«Reestablishing roots and learning to fly: Kazakh church planting between contextualization and globalization. by Dean Frederick Sieberhagen submitted ...»
Like a young sapling that has put down roots in new soil, the Kazakh church whilst appearing somewhat fragile, seems here to stay. It appears to have passed what Kenneth Scott Latourette (Walls 2002:10) calls the church test where there is an identifiable Christian community that willing bears the name of Christ. Two decades of post Soviet church planting has resulted in a church that has grown geographically, numerically, and spiritually. Whilst proper contextualization leads to the growth of the church in a new culture, growth is not necessarily a sign of proper contextualization. When a culture goes through a crisis as was the case in Kazakhstan in the early post Soviet years, the church grew as there were Kazakhs who were willing to try anything new in search of a better life. Some things were done well from a contextualization standpoint and others were not. At the same time globalization began to have an effect and so the church planting context became increasingly complex. The findings of this study suggest applying important principles to this complex context, so that the Kazakh church can grow into a tree that stands tall, bearing fruit that reveals Jesus and his Kingdom as well as an authentic Kazakh identity. Challenges will blow hard at this tree and at times it will seem to bend alarmingly, but not so that it breaks.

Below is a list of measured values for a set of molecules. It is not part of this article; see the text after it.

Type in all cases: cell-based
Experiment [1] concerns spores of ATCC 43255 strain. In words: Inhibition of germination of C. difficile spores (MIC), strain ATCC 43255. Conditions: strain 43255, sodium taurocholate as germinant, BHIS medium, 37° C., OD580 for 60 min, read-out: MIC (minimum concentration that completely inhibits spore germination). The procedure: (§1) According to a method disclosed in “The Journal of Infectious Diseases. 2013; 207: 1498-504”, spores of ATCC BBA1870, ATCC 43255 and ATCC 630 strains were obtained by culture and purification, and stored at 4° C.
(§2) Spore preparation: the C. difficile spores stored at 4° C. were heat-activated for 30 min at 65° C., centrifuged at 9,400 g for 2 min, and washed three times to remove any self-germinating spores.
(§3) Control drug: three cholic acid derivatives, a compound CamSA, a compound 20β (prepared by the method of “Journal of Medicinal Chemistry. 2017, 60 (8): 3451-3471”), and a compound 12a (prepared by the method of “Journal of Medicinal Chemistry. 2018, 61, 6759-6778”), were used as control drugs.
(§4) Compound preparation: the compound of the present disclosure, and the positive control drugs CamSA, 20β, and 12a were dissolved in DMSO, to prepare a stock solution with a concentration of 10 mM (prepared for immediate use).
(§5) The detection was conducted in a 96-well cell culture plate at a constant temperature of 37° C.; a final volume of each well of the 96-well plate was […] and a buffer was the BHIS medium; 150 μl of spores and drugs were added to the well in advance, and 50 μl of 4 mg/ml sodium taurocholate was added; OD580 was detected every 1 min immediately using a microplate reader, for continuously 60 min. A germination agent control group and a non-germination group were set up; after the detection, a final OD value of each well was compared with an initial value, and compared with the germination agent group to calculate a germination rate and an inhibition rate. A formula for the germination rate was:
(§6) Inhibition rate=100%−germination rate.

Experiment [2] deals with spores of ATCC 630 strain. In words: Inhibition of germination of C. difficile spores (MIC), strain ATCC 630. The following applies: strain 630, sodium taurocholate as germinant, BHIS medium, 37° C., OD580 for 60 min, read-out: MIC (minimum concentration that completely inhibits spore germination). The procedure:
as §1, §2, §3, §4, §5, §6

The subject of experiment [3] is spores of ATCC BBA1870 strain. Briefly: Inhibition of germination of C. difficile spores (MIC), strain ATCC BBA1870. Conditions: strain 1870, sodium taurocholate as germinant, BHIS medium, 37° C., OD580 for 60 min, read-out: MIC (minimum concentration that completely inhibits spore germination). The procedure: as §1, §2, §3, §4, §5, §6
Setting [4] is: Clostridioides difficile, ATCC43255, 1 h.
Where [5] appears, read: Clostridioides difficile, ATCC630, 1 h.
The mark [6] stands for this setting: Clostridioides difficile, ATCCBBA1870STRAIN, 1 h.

To say that Kazakh church planting has or will be mistake-free is to ignore the reality of what church planting involves. Instead this study suggests careful reflection needs to be made so that lessons can be learned from what has been done well, what has been done poorly, and what has changed about the Kazakh context so that something new needs to be done. The Kazakh church must be given the grace both now and in the future to make mistakes and learn from them, which means that church planting will at times be messy, but nevertheless improve over time. Acknowledging that there will be mistakes should not be a deterrent to church planting as this has been the case throughout the history of the church in various contexts and yet the church continues to adapt and grow.
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